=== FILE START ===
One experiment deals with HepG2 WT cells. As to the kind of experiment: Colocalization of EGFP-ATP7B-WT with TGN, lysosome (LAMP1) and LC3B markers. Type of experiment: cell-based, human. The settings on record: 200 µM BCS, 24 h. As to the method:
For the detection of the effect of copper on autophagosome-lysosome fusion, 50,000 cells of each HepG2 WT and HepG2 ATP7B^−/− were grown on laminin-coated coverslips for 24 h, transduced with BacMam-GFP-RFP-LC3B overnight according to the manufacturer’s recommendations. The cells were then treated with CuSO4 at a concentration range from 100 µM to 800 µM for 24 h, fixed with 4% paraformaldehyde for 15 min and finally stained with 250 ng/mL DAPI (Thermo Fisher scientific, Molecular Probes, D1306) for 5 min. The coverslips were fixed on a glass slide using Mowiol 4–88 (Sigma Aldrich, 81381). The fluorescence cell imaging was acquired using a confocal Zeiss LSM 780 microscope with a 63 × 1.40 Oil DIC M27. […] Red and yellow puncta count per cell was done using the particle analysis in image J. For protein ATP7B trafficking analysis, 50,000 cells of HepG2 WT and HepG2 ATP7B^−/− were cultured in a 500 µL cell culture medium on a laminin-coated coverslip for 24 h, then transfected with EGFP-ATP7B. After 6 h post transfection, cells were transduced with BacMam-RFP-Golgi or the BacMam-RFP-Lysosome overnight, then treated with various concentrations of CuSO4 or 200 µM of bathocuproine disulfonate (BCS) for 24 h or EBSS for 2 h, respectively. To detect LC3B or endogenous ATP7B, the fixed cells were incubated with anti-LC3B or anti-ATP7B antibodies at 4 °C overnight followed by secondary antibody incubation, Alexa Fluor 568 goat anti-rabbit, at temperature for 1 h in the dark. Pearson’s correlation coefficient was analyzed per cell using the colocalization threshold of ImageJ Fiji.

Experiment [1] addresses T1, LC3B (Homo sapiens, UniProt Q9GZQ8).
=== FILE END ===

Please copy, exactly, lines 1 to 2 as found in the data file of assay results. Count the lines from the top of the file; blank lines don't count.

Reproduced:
One experiment deals with HepG2 WT cells. As to the kind of experiment: Colocalization of EGFP-ATP7B-WT with TGN, lysosome (LAMP1) and LC3B markers. Type of experiment: cell-based, human. The settings on record: 200 µM BCS, 24 h. As to the method:
For the detection of the effect of copper on autophagosome-lysosome fusion, 50,000 cells of each HepG2 WT and HepG2 ATP7B^−/− were grown on laminin-coated coverslips for 24 h, transduced with BacMam-GFP-RFP-LC3B overnight according to the manufacturer’s recommendations. The cells were then treated with CuSO4 at a concentration range from 100 µM to 800 µM for 24 h, fixed with 4% paraformaldehyde for 15 min and finally stained with 250 ng/mL DAPI (Thermo Fisher scientific, Molecular Probes, D1306) for 5 min. The coverslips were fixed on a glass slide using Mowiol 4–88 (Sigma Aldrich, 81381). The fluorescence cell imaging was acquired using a confocal Zeiss LSM 780 microscope with a 63 × 1.40 Oil DIC M27. […] Red and yellow puncta count per cell was done using the particle analysis in image J. For protein ATP7B trafficking analysis, 50,000 cells of HepG2 WT and HepG2 ATP7B^−/− were cultured in a 500 µL cell culture medium on a laminin-coated coverslip for 24 h, then transfected with EGFP-ATP7B. After 6 h post transfection, cells were transduced with BacMam-RFP-Golgi or the BacMam-RFP-Lysosome overnight, then treated with various concentrations of CuSO4 or 200 µM of bathocuproine disulfonate (BCS) for 24 h or EBSS for 2 h, respectively. To detect LC3B or endogenous ATP7B, the fixed cells were incubated with anti-LC3B or anti-ATP7B antibodies at 4 °C overnight followed by secondary antibody incubation, Alexa Fluor 568 goat anti-rabbit, at temperature for 1 h in the dark. Pearson’s correlation coefficient was analyzed per cell using the colocalization threshold of ImageJ Fiji.